Several of us newcomers heard about the union busting in 1948 that ended unions for the service organizations. I became co-Chair of the Union Organizing Committee along with Harriet Perchonok of JFS. With the help of people like Lenny Potash and Elinor Glynn, we managed to organize the Professional and Clerical members of the organizations at the 590 and the Jewish Community Centers. I was never aware of the IWO connection but became very aware of the anti-union Board members of the fundraising arm of what became the Jewish Federation Council (JFC).

    I grew up thinking that all Jews were liberal. Boy, was I wrong. I later spent 30 years with the Hollywood Los Feliz JCC as a Board member, officer and President. I have never forgiven JFC for destroying the JCC’s.

  • Julia Stein

    My grandparents were members of the I.W.O. in LA and were buried in their cemetery in, I believe, Rosemead. Does anybody know the exact address of the cemetery as I would like it know it. Also in 1980 I did an interview of Abe Maymudes, who was secretary (director) of the IWO during the 1940s in Boyle Heights, Los Angeles, and he talks a lot about what he did, what the IWO did, and the politics.

  • Lois Eisenberg

    My father, Phil Barbanell, owned and operated Barbanell’s Pharmacy in City Terrace on the corner of City Terrace Drive and Miller Ave. from Jan. 1941 until his retirement. My husband Harry Eisenberg and my brother Neil Barbanell took over the Pharmacy until its closing.

  • Libby Ginsburg

    I attended the IWO schule on Wabash and Stone St. when I was in the 7th, 8th and 9th grades in the 1930’s and have a play entitled Play Street a one-act play in three scenes by Muni Diamond in which I had a role. It was supplied by the Educational Dept…Junior Section, IWO, 80 Fifth Ave., New York City, N.Y. I think it should be included in the ephemera that is being collected.

  • Manuel (Manny) (Mendl) Morden

    I “grew up” at the Soto Michigan Center, attended the JPFO Kindershul on Brooklyn (now Cesar Chavez) Ave. and Mittleshul at the Soto Michigan Center. Sabelle Bender “declamirt” and acted in those years and my favorite Mitleshul “lehrerin” was Rivke Zolataroff. Later, when I lived in City Terrace, Barbanell’s was our meeting place to either ride the bus (to the “P” car and then wherever our destination was) or pile in with whoever had a car. I have so many memories: of the most diverse, multi-cultural community that ever existed; in L.A. or anywhere. I remember all of the left wing schisms (not only IWO vs Arbetering) and the subsequent destruction of our L.A. Jewish community.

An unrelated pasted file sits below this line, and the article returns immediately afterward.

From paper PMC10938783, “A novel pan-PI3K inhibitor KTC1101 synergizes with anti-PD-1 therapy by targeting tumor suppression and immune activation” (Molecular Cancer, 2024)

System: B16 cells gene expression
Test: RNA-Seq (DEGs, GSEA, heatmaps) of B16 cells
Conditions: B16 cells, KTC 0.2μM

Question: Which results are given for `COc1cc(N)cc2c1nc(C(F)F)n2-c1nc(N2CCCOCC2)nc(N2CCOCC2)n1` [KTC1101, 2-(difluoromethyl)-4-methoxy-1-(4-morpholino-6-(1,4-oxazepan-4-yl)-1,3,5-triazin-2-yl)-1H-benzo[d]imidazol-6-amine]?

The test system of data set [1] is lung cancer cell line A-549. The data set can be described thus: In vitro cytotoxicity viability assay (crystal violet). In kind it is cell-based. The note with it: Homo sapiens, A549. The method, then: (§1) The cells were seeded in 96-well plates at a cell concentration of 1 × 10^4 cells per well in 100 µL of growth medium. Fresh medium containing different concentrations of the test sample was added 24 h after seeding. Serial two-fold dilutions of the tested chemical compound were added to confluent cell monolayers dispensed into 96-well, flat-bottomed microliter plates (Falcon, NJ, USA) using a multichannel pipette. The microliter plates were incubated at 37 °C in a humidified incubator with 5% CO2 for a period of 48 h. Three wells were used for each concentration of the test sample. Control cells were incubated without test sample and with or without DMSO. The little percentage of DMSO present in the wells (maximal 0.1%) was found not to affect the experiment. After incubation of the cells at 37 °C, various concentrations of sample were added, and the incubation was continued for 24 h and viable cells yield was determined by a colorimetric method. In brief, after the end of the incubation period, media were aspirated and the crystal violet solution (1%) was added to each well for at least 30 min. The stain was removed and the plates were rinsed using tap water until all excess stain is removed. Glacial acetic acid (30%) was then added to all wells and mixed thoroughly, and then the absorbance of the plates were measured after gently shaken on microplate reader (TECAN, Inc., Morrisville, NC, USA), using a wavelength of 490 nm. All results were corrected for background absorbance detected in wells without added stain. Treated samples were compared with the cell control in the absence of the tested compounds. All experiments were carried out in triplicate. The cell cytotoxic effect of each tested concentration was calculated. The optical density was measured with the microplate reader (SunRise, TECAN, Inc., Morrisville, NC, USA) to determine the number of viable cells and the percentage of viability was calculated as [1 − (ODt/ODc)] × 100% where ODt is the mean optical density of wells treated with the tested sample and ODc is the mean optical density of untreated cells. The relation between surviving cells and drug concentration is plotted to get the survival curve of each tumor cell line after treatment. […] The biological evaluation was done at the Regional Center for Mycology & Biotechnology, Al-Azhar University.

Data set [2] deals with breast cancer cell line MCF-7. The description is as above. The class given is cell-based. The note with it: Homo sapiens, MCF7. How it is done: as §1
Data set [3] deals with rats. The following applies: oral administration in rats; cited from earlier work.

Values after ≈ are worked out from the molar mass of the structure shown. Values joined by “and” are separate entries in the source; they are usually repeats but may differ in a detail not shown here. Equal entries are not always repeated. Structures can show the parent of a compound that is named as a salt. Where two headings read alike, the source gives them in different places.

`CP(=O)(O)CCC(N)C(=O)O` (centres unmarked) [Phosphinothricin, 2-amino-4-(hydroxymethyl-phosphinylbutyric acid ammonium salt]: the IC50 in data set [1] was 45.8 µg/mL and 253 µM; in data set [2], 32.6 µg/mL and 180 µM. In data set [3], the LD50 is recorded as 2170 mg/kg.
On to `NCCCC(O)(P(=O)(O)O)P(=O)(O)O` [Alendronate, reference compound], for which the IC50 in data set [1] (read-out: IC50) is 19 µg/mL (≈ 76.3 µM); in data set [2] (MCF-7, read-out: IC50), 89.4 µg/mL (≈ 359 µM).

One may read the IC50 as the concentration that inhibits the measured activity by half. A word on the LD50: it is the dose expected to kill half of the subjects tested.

• yiddishkayt

    We’d love to see (or hear) that interview if you still have it! Could the cemetery be Mt. Carmel in Commerce (6501 E. Gage Avenue)? — Many IWO members were buried there (including Abe Maymudes).

  • Marsha Bogdanoff Spector

    We went to Menorah Center for nursery school, Mrs. Perlmutter and Mr. T were my teachers. I have a class photo with them included. My grandparents, Herschel and Sonia Cohen, sent me to the JPFO Kindershule in 2 locations on Wabash Ave. where Rose Cohen and Mr. Maymudes were my teachers. Later there was summer day camp at the Soto-Michigan Center where I broke fingers on my right hand when I was 9 yrs. old, no piano practice for the rest of the summer. The McCarthy years are indelible in my memory. My dad’s friend was imprisoned and I recall delivering food to help feed his family. Many other tales to tell.

  • yiddishkayt

    Was this the Menorah Center on Wabash and Alma in City Terrace? We plan to profile the Menorah Center in an upcoming issue! Please let us know how to reach you by EMAILING US. Thanks!

  • Aaron Paley

    I love how the JPFO reverberated through the Valley Kindershule and Mittelshule in the 1960s and 1970s after the closure of the Eastside centers. Rose Cohen was my first Yiddish teacher at the Valley Kindershule in 1966. No one mentioned the JPFO connection while we were in shule, but looking back, the connection is so clear!

  • Noralee Landau Gold

    Is there anyone out there in Jewish Computer Land who is from Chicago or environs who remembers Camp Lincoln in Bristol, Wisconsin? Also known as Camp Nisht Gadiget (Not to worry)…
    Bikel was the leader, supervisor, the guy who ran the camp and it was great….Both the adult side, where parents came to spend a few days or a week and the kids’ side, where I became a very young camper in the late 30’s.
    In Chicago, on the West Side, I attended the IWO CHEDER. The teacher was known as Chaver Kaplan…Wow, how did I remember that!!!!

  • the International workers Order was founded March 30, 1930, not 1931.

  • Steven S Dornbusch

    As a slightly younger (59) Jewish reader who didn’t grow up in LA (arrived 1983) and only know of Boyle Heights (Jewish) life rather tangentially, I thank each of you for your comments below. With each anecdote and set of facts, you contribute to painting a picture of socialist traditions and cultural activities. along with bad history too prevalent and shameful to ignore. Thank you all!